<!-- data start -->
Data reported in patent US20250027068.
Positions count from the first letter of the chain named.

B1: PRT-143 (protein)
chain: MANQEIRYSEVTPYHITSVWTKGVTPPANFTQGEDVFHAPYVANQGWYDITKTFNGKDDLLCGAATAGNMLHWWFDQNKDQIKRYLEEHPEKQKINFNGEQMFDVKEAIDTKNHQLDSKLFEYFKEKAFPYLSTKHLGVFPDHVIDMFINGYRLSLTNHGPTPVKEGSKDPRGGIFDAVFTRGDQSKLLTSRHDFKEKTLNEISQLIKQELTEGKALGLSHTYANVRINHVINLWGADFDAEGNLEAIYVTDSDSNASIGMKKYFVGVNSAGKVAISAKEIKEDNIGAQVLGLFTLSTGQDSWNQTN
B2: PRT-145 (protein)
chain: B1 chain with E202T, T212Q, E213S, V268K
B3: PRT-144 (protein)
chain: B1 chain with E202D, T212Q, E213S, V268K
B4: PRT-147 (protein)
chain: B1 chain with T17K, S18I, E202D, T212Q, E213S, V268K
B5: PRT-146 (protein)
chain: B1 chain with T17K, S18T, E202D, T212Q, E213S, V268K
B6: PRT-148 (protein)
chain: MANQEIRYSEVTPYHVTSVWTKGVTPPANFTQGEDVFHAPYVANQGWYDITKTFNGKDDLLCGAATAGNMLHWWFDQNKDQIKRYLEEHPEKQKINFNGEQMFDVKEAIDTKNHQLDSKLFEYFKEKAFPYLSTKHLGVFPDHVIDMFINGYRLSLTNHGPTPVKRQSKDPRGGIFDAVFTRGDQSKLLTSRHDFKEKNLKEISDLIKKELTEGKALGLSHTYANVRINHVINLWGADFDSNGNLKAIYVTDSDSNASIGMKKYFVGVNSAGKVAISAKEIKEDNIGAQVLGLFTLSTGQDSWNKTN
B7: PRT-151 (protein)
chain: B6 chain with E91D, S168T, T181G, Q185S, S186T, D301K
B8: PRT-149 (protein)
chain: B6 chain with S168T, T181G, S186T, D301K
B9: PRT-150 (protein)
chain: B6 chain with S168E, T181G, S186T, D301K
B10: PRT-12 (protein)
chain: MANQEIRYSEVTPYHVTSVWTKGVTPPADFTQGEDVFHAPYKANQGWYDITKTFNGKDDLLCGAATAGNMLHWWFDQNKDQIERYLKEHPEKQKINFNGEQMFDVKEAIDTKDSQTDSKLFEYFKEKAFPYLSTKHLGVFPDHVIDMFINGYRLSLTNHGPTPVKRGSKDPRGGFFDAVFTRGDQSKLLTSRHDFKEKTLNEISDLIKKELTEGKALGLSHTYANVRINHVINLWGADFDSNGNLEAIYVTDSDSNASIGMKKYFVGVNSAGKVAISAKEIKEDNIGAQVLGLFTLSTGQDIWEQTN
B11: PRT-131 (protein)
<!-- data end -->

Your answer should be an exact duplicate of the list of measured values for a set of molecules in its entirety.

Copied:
Data reported in patent US20250027068.
Positions count from the first letter of the chain named.

B1: PRT-143 (protein)
chain: MANQEIRYSEVTPYHITSVWTKGVTPPANFTQGEDVFHAPYVANQGWYDITKTFNGKDDLLCGAATAGNMLHWWFDQNKDQIKRYLEEHPEKQKINFNGEQMFDVKEAIDTKNHQLDSKLFEYFKEKAFPYLSTKHLGVFPDHVIDMFINGYRLSLTNHGPTPVKEGSKDPRGGIFDAVFTRGDQSKLLTSRHDFKEKTLNEISQLIKQELTEGKALGLSHTYANVRINHVINLWGADFDAEGNLEAIYVTDSDSNASIGMKKYFVGVNSAGKVAISAKEIKEDNIGAQVLGLFTLSTGQDSWNQTN
B2: PRT-145 (protein)
chain: B1 chain with E202T, T212Q, E213S, V268K
B3: PRT-144 (protein)
chain: B1 chain with E202D, T212Q, E213S, V268K
B4: PRT-147 (protein)
chain: B1 chain with T17K, S18I, E202D, T212Q, E213S, V268K
B5: PRT-146 (protein)
chain: B1 chain with T17K, S18T, E202D, T212Q, E213S, V268K
B6: PRT-148 (protein)
chain: MANQEIRYSEVTPYHVTSVWTKGVTPPANFTQGEDVFHAPYVANQGWYDITKTFNGKDDLLCGAATAGNMLHWWFDQNKDQIKRYLEEHPEKQKINFNGEQMFDVKEAIDTKNHQLDSKLFEYFKEKAFPYLSTKHLGVFPDHVIDMFINGYRLSLTNHGPTPVKRQSKDPRGGIFDAVFTRGDQSKLLTSRHDFKEKNLKEISDLIKKELTEGKALGLSHTYANVRINHVINLWGADFDSNGNLKAIYVTDSDSNASIGMKKYFVGVNSAGKVAISAKEIKEDNIGAQVLGLFTLSTGQDSWNKTN
B7: PRT-151 (protein)
chain: B6 chain with E91D, S168T, T181G, Q185S, S186T, D301K
B8: PRT-149 (protein)
chain: B6 chain with S168T, T181G, S186T, D301K
B9: PRT-150 (protein)
chain: B6 chain with S168E, T181G, S186T, D301K
B10: PRT-12 (protein)
chain: MANQEIRYSEVTPYHVTSVWTKGVTPPADFTQGEDVFHAPYKANQGWYDITKTFNGKDDLLCGAATAGNMLHWWFDQNKDQIERYLKEHPEKQKINFNGEQMFDVKEAIDTKDSQTDSKLFEYFKEKAFPYLSTKHLGVFPDHVIDMFINGYRLSLTNHGPTPVKRGSKDPRGGFFDAVFTRGDQSKLLTSRHDFKEKTLNEISDLIKKELTEGKALGLSHTYANVRINHVINLWGADFDSNGNLEAIYVTDSDSNASIGMKKYFVGVNSAGKVAISAKEIKEDNIGAQVLGLFTLSTGQDIWEQTN
B11: PRT-131 (protein)